During Tuesday night’s MLB All-Star Game, there was a prevailing thought among baseball fans watching that the league would somehow honor the late Tony Gwynn during the game. Gwynn appeared in 15 midsummer classics over his illustrious career, the tenth-highest total ever and second-most among players who started their career after 1970. Gwynn also scored the winning run in the 1994 All-Star Game after a tenth inning double by Moises Alou.
On Tuesday night, we didn’t see that video, nor did we see any sort of tribute to Gwynn at all. We also didn’t see tributes to some other fallen legends, including Don Zimmer, Jim Fregosi, Ralph Kiner, and Jerry Coleman, among others. The broadcast snubbed all of these late baseball icons, when all they needed to do was show a graphic, call for a pregame moment of silence, or do something. Doing *anything* to honor the memory of these men would have been better than what actually happened – nothing.
There was no moment of silence. There was no memorial graphic. There were no historical video clips. There were even no passing mentions by Fox’s broadcast team. Major League Baseball and Fox did nothing to honor Tony Gwynn or any of these other late legends during the All-Star Game itself.
And quite frankly, the whole situation was bizarre – because MLB and Fox *did* pay tribute to Gwynn during America’s Pregame on Fox Sports 1 before the game began. Of course, there’s not nearly the same thing, considering Fox Sports 1 would be lucky if 1% of the total viewing audience for the All-Star Game also watched America’s Pregame. Fox clearly knew what they were doing, because they outlined what would happen in a conference call last week.
— Neil Best (@sportswatch) July 16, 2014
It’s so bizarre. Why not take 30 seconds out of the Derek Jeter Appreciation Hour to acknowledge Gwynn and the others? You can’t blame a lack of time – the timeslot on Fox started at 7:30, and rolled on for four-plus hours. We got an interview with Bud Selig, who is retiring like Jeter, but doesn’t deserve one-tenth of the praise Jeter is getting. And this isn’t some slight against Jeter – I thought the praise heaped upon him Tuesday was obviously excessive, but not surprising or unwarranted. Fox could have cut one interview, one silly pretaped segment involving All-Stars, one video package, and taken care of honoring a legend. They didn’t, and while I’m not outraged, I’m disappointed.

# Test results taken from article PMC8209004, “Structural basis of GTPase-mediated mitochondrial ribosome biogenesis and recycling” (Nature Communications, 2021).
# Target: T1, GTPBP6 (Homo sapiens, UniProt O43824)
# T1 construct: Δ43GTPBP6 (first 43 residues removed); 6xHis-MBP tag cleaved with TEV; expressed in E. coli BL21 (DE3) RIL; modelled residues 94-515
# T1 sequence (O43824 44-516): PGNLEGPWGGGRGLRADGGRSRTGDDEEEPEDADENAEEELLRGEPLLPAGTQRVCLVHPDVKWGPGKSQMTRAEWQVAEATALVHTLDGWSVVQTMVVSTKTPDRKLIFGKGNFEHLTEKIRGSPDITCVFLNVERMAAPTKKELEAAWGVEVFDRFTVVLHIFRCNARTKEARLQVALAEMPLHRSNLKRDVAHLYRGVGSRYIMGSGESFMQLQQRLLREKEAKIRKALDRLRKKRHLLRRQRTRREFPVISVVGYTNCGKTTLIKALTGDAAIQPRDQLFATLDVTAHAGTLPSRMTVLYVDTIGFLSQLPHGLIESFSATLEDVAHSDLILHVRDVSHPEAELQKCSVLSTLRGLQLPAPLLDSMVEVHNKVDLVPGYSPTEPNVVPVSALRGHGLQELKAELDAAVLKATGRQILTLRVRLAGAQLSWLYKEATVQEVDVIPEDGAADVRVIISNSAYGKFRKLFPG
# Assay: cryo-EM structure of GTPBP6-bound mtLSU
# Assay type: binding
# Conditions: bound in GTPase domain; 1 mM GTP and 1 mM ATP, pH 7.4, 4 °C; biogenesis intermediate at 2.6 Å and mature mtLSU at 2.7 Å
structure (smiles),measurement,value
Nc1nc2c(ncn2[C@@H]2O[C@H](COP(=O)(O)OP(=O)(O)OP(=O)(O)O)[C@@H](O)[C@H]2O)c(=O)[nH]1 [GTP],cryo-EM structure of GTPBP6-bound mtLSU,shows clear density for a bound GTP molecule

Clearly, the San Diego Padres were miffed at the lack of a tribute. This tweet says it all without saying a word.
— San Diego Padres (@Padres) July 16, 2014
I think Fox realizes they made a bit of a mistake, considering this tweet sent out after the game ended. Well, they either realize they made a mistake, or they have no tact whatsoever.
— FOX Sports (@FOXSports) July 16, 2014
And for as much as I dragged ESPN through the coals for their horrid presentation of Monday’s Home Run Derby, they got it right with their brief, powerful tribute to Gwynn. It doesn’t take much effort to make an impact.
I’m wondering how much of the missing tribute had to do with the cause of Gwynn’s death – salivary gland cancer that Gwynn was convinced came about because of his use of chewing tobacco. For as much as MLB and the MLBPA put on a big face about banning chew, it’s still a very sensitive issue for both sides. Bringing up Gwynn’s death could have brought up negative feelings towards tobacco use and lead to increased scrutiny, given the heavier media presence at the All-Star Game. And if there’s one thing MLB (or any major entity for that matter) doesn’t want, it’s more scrutiny from the wrong people.
Don Zimmer’s passing also wasn’t acknowledged, except by one person at Target Field – Rays pitcher David Price.
— Marc Topkin (@TBTimes_Rays) July 15, 2014
However, there was one tribute to Gwynn on Tuesday night at Target Field. You may have even seen it during the game on Fox.
Orioles Adam Jones writes TG19 on cap in honor of Tony Gwynn: pic.twitter.com/xRN5YFX0rO
— Uniforms Nation (@uniformsnation) July 16, 2014
That’s right – Adam Jones wrote Gwynn’s initials and number on his cap. There was no mention of it made by Joe Buck, Tom Verducci, Harold Reynolds, Ken Rosenthal, or Erin Andrews. Would it have been so hard for Fox to have one of their two reporters chat with Jones for two minutes about his tribute? Apparently, that was too much effort for them.
What could have been a fantastic All-Star Game send off fell flat on its face because of the complete and utter inaction of all parties involved. And that’s a damn shame, because Tony Gwynn, Don Zimmer, Jerry Coleman, Ralph Kiner, Bob Welch, and everyone else in the baseball world that has recently passed away deserved better. When the majority of your coverage revolves around one player and ignores several heroes of the past, we all lose.
How nobody involved at either Fox or MLB even had a second thought about relegating a Tony Gwynn tribute to the lightly watched cable pregame show and ignoring him completely during the All-Star Game broadcast itself is staggering.